The dough did not become too extensible during cold retardation. This may have been due to the very strong flour I used. However, I did find the crumb less chewy than expected. The crumb structure, on the other hand, was not appreciably different from what I got when I retarded formed loaves of this bread. There was no significant difference in the flavor. You might note, however, the absence of the "birds eyes" - the little bubbles of CO2 under the crust surface. 

      I would not hesitate to cold retard this bread in bulk again. When I do the cold retardation would be governed by my scheduling needs. The end result is about the same: Really good sourdough bread.





      AnnieT's picture

      I needed to bake something for a neighborhood picnic today and in my trusty notebook I found the recipe for this cardamom braid. I thought it was from somebody here at TFL but haven't been able to find the post. Just want to thank you, if you recognize the name, and to say the loaves are wonderful! It makes two braided loaves and the dough must be from Beatrice Ojakangas because it uses her no knead chilled overnight method. I brushed the braids with egg and milk wash and sprinkled raw sugar, and the great oven spring opened up the braids and made a neat pattern. Definitely a keeper, A.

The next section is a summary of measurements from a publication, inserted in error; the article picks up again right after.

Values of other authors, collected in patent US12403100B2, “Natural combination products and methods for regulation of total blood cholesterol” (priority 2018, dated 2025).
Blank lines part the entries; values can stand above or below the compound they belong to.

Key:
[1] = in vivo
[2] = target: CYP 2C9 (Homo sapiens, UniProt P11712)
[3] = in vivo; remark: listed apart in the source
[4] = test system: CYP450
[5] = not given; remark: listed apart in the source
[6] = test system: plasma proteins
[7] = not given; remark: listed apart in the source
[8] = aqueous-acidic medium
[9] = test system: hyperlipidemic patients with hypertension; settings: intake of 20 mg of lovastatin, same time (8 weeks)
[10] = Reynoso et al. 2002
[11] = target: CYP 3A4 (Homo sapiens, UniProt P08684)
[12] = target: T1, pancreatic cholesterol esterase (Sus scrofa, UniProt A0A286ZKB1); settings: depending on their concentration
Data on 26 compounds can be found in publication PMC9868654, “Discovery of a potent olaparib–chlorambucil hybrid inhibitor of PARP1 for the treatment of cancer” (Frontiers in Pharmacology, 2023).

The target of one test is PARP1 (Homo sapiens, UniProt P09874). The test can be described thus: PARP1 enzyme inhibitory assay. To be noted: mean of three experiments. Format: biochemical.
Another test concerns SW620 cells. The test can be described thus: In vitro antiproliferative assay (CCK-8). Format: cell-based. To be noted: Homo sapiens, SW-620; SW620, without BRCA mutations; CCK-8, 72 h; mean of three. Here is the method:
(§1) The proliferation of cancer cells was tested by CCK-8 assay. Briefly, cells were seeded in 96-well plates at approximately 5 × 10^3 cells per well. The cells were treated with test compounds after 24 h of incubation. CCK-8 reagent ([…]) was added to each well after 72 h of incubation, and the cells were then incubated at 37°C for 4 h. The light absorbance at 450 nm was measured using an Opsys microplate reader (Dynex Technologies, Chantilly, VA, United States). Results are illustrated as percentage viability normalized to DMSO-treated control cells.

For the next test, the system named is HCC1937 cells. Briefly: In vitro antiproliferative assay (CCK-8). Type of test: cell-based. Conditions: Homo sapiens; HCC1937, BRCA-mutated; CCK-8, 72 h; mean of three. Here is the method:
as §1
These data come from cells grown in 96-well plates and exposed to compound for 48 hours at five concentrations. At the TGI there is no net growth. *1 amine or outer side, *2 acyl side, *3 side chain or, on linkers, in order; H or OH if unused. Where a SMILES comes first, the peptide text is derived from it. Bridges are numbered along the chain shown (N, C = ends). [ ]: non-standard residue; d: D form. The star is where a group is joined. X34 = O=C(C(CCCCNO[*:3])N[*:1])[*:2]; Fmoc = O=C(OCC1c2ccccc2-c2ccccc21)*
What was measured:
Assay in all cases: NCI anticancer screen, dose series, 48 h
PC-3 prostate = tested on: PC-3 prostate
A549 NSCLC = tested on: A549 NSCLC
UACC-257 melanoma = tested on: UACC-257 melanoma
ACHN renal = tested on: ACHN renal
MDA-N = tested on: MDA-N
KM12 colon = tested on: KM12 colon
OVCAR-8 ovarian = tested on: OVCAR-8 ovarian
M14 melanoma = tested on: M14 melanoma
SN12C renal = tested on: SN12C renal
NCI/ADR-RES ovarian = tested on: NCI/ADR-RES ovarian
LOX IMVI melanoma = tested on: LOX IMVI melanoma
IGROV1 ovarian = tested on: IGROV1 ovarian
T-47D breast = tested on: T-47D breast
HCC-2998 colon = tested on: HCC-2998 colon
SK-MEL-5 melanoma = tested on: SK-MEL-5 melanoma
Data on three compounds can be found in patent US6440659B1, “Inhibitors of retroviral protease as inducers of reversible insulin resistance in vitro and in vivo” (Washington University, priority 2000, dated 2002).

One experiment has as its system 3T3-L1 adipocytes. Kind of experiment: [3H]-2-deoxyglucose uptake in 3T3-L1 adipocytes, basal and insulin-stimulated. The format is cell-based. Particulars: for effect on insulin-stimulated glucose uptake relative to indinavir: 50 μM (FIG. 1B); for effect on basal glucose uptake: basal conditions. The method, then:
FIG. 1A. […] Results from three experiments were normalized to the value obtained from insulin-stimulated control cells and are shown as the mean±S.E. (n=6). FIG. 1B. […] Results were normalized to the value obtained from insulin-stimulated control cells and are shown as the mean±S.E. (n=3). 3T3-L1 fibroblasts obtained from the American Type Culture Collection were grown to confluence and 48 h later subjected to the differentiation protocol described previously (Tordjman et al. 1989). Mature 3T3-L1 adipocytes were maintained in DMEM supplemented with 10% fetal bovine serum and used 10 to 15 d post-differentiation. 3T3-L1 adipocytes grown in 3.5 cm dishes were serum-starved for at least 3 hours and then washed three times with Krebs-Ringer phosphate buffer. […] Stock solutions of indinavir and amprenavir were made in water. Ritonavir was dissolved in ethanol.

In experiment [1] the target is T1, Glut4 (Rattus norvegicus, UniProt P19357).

devil's picture

      this is my first try,it is very easy to bake.I get the recipe from the web.

      pretzel recipe is refer to:

      Shiao-Ping's picture

      1973, Kaohsiung, Taiwan.  The Taiwan Provincial Symphony Orchestra was coming into town.  I was in my first year of high school.  My father was given free tickets because of his position at the ruling KMT Party.  He pulled me out of the school that day; in my school uniform, I sat on the front roll of the concert hall, listening to the Western symphonic music for the first time ever in my life.  I had never heard anything like it; I was so moved, I had joyous tears in my eyes that to this day I still don't know where they came from.  

      Three nights ago, on the eve of my departure for America, my husband suggested that I read our son's English assignment, entitled "Personal Reflection."  It was late at night and I hadn't even packed my bag.  My son wrote about his reminiscences of Australia, "the sun burnt country."  As my kids were born in South-East Asia, up until 4 and a half years ago before we moved back here, their memories of Australia were mostly from our annual beach holidays.  He describes a fishing experience during one of those holidays: